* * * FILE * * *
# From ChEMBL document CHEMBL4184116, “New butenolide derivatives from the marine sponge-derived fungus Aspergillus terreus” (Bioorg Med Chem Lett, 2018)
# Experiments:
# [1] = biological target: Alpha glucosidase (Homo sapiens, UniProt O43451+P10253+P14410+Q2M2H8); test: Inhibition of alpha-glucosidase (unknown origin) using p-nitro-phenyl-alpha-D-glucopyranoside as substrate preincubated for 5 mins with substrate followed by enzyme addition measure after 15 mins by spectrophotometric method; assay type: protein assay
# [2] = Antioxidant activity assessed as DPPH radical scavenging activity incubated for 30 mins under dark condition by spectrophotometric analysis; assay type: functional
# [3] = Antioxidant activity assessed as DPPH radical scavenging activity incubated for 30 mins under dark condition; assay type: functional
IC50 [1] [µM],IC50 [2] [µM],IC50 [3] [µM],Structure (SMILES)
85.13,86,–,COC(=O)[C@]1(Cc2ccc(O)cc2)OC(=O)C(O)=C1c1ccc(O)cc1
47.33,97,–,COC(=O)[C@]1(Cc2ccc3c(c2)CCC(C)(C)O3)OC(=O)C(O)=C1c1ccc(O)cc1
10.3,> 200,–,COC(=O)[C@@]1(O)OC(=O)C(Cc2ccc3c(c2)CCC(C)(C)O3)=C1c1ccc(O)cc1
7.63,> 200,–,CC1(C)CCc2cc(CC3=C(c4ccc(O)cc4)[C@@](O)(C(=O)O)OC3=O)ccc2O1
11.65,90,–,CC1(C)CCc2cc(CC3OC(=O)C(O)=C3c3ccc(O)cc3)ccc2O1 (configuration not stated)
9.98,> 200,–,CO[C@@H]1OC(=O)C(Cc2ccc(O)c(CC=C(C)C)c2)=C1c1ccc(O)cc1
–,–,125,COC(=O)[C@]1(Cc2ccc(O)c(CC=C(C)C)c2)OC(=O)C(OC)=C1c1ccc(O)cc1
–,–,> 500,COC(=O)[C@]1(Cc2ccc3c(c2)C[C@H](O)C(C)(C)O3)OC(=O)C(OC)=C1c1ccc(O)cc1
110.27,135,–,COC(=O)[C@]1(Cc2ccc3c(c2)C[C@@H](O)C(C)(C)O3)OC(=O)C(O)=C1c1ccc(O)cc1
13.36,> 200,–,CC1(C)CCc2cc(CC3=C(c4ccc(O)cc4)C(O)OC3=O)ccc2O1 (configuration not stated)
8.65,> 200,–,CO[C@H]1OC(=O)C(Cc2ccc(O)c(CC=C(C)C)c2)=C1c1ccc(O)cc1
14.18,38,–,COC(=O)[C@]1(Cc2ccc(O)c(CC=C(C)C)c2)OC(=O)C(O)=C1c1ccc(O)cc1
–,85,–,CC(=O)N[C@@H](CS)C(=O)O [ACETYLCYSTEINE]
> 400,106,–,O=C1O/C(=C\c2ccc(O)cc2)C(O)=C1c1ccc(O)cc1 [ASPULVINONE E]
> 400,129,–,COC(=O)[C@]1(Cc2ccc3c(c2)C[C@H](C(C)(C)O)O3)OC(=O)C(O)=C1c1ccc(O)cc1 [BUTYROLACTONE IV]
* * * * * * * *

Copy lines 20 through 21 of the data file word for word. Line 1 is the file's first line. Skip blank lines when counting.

> 400,106,–,O=C1O/C(=C\c2ccc(O)cc2)C(O)=C1c1ccc(O)cc1 [ASPULVINONE E]
> 400,129,–,COC(=O)[C@]1(Cc2ccc3c(c2)C[C@H](C(C)(C)O)O3)OC(=O)C(O)=C1c1ccc(O)cc1 [BUTYROLACTONE IV]